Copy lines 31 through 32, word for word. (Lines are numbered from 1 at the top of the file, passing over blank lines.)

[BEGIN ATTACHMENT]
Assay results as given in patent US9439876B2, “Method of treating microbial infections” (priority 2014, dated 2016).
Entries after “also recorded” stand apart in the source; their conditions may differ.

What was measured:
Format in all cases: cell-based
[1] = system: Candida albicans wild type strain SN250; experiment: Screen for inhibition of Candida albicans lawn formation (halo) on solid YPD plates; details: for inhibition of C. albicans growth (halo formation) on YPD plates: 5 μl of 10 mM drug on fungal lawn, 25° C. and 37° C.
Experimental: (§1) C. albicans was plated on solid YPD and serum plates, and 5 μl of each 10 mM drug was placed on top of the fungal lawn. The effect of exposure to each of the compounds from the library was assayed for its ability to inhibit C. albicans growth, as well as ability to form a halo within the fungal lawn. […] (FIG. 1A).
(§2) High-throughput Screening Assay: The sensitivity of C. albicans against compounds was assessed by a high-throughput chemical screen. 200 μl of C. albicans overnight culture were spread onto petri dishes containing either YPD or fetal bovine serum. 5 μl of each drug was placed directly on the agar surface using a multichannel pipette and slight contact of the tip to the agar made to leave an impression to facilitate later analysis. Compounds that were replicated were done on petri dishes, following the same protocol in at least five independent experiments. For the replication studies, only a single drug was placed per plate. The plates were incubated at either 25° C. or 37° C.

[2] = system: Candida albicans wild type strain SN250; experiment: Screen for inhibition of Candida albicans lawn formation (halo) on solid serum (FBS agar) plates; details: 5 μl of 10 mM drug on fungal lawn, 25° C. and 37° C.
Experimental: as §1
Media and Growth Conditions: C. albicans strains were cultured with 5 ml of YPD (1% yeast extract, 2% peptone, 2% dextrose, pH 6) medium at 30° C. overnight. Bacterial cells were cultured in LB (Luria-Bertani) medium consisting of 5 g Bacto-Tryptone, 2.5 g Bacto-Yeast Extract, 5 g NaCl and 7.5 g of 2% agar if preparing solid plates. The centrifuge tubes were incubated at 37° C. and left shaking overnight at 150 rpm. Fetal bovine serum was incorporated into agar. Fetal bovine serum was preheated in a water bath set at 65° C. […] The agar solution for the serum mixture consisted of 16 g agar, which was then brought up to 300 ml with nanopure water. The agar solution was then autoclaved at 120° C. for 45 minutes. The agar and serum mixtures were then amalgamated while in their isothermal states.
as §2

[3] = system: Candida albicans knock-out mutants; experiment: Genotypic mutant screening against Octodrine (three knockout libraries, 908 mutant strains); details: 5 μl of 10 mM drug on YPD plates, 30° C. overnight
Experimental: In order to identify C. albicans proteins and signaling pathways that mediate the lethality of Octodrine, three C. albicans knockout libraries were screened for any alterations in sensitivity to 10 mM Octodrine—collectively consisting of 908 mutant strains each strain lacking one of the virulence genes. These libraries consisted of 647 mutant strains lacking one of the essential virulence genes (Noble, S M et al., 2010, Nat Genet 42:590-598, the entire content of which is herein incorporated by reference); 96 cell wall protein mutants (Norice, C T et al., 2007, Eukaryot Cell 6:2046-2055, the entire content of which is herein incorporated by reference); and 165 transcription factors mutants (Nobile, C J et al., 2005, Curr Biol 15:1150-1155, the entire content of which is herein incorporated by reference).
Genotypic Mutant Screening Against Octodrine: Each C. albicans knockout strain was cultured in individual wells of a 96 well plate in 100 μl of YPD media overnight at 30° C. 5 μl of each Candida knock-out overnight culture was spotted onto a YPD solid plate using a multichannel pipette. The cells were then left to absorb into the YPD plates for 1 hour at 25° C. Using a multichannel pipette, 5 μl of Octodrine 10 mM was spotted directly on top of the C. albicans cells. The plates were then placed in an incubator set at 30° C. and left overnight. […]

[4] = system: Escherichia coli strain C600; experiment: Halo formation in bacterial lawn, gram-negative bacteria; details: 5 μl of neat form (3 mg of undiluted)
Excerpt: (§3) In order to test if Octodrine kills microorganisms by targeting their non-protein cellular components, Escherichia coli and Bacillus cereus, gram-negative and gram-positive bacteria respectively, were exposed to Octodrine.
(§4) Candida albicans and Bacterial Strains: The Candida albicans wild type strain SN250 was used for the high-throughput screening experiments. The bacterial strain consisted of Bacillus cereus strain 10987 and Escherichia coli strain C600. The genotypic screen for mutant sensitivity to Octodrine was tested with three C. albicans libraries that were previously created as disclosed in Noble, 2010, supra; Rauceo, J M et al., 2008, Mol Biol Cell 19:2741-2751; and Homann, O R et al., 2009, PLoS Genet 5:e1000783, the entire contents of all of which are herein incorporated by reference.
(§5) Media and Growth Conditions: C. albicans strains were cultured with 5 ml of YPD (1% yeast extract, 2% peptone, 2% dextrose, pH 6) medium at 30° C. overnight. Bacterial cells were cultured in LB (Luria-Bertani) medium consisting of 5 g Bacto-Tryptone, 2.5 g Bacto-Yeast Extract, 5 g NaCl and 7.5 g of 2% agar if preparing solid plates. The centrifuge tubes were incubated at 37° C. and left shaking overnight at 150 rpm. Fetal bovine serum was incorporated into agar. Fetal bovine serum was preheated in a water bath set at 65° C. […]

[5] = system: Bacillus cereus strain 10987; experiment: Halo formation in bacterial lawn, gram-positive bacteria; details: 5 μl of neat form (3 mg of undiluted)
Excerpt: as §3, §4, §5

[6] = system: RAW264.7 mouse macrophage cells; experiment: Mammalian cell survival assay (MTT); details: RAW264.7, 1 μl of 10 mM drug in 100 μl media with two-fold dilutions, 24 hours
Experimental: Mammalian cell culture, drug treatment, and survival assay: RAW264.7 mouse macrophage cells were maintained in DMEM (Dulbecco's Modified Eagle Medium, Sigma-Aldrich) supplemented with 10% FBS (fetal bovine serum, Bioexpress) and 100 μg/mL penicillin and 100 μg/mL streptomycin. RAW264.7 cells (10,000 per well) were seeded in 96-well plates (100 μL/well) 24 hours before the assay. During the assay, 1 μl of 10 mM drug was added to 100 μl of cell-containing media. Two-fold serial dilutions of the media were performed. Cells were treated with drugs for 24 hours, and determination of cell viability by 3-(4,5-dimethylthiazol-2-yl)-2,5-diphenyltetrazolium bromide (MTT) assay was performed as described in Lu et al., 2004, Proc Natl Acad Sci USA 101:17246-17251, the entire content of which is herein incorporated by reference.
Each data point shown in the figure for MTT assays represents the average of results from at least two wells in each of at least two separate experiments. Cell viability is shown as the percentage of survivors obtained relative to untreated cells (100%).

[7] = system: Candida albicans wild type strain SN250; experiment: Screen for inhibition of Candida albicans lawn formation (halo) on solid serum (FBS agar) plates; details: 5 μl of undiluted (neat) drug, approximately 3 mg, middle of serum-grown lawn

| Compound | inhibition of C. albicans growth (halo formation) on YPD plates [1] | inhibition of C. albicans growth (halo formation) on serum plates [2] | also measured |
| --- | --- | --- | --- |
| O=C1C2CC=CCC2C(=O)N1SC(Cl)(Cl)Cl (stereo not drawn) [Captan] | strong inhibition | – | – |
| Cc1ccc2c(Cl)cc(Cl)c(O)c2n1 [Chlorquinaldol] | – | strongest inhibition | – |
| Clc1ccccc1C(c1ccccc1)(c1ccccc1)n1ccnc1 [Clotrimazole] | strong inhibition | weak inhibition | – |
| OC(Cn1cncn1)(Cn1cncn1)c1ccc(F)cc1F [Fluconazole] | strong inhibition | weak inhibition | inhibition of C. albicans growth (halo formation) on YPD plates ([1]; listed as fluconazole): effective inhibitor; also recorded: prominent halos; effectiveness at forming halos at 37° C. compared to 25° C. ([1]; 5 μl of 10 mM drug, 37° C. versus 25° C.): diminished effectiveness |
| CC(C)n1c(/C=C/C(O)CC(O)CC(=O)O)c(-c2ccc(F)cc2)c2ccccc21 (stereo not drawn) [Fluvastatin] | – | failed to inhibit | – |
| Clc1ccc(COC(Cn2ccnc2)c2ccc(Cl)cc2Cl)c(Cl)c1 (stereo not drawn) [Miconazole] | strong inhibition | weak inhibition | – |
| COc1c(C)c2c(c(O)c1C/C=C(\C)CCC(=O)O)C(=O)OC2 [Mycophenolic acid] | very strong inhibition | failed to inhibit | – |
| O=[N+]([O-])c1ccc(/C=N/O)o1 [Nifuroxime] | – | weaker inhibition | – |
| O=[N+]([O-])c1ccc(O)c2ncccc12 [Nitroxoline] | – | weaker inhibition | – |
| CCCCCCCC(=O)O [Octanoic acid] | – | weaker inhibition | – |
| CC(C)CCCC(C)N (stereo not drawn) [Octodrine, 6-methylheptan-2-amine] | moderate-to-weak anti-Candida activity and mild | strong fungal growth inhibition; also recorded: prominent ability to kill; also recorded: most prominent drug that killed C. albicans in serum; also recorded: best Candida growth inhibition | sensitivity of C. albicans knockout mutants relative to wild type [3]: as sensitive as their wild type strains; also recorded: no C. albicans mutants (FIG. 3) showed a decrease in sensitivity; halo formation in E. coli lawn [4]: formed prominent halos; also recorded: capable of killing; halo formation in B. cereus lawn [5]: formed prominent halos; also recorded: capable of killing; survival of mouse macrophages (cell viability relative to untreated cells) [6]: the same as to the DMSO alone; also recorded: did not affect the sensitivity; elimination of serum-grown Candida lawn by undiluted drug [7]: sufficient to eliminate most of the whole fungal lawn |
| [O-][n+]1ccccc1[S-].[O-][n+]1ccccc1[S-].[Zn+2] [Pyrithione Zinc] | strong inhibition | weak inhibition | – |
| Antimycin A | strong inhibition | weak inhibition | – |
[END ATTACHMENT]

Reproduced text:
| CC(C)n1c(/C=C/C(O)CC(O)CC(=O)O)c(-c2ccc(F)cc2)c2ccccc21 (stereo not drawn) [Fluvastatin] | – | failed to inhibit | – |
| Clc1ccc(COC(Cn2ccnc2)c2ccc(Cl)cc2Cl)c(Cl)c1 (stereo not drawn) [Miconazole] | strong inhibition | weak inhibition | – |